If you select a rod/shield that is too small for the natural lash, the lash may curl too much and could appear short – quite a common downfall of lash perms. If the rod/shield is too big, the lashes may appear too straight. In addition to selecting the correct rod/shield, if you do not place the lashes correctly, the final result could be a disaster. Similarly, if you do not have the solution on for enough time, the lashes won’t lift, and if you overprocess, the lashes could fall out!

Check out these lash fails to put this into perspective:

If you ever have a client who is tempted to do lash lifts at home or wants to know why you have chosen the rod/shield you have, point them to the articles and videos above! You will learn more about selecting rods/shields for particular curl types later in this module.

Lash cycle

If you own a dog that is lucky enough to spend time inside your home, you will no doubt be aware of its tendency to shed its coat, especially in spring and autumn, in preparation for the cooler and warmer months. Many people will be surprised to discover that humans shed their hair in an almost identical fashion.

As with the hair on your scalp and body, eyelash hairs grow and shed (or fall out) in an ever-repeating cycle. The only difference when compared with the hair on other parts of the body is the length of the various stages of this cycle. The lash cycle consists of three phases – Anagen, Catagen and Telogen:

The three (primary) phases of the lash cycle
  • Anagen phase: the growing phase, consisting of approximately four to ten weeks. During this time, the hair will continue to form via cell division in the hair root and result in the hair shaft (the visible component of the hair) extending further and further out of the hair follicle. In the previous two lessons, we discussed the characteristic of eyelash hair to grow much shorter than scalp hair (rarely exceeding 12mm in length). This is due to the relatively short length of the eyelash anagen phase (as mentioned, four to ten weeks) compared with that of scalp hair (3-7 years). Approximately 40 percent of upper and 20 percent of lower eyelashes are in the anagen phase at any one time.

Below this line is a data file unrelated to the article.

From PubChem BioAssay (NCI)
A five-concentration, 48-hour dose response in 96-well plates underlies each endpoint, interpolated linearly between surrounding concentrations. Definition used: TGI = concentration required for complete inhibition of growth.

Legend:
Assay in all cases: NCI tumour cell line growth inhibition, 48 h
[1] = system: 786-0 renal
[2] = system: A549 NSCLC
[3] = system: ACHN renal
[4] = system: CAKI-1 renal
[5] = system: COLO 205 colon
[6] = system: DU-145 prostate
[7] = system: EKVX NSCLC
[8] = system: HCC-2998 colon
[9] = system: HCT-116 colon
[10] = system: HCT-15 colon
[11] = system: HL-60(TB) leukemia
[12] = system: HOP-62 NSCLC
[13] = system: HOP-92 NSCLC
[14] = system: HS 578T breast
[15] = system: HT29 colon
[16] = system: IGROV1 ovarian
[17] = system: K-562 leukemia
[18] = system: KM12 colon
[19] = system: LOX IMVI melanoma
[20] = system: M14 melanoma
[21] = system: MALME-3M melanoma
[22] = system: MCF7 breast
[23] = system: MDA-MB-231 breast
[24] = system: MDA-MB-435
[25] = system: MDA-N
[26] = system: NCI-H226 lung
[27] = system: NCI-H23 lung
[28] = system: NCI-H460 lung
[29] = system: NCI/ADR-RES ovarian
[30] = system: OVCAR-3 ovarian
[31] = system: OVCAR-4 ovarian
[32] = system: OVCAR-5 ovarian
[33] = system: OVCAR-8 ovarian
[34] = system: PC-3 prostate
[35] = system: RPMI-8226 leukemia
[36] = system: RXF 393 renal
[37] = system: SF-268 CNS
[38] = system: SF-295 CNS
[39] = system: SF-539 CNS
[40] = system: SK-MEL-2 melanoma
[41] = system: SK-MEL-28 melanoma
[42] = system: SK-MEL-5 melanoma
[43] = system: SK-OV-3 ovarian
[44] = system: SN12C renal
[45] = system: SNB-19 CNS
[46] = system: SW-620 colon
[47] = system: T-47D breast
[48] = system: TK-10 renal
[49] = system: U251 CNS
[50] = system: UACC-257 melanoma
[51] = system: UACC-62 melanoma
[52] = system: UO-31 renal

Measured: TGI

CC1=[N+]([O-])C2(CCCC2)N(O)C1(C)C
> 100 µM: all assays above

• Catagen phase: the transition phase, consisting of approximately 12 to 20 days. Following the anagen phase, the hair ceases to grow and the hair follicle shrinks in size and moves toward the surface of the skin. No pigment is produced during this phase of the lash cycle.
  • Telogen phase: the resting and shedding phase, consisting of approximately three to six months. As the name suggests, during this phase the eyelash hairs are simply resting within the hair follicle and not actively growing. During the latter stage of the telogen phase (sometimes referred to as a fourth exogen phase), the new hair has already begun to develop at the base of the hair follicle, and will eventually push (or shed) the old hair out of the follicle. As you can therefore see, there is an overlap of the late telogen and early anagen phase.

Seasonal lash sheds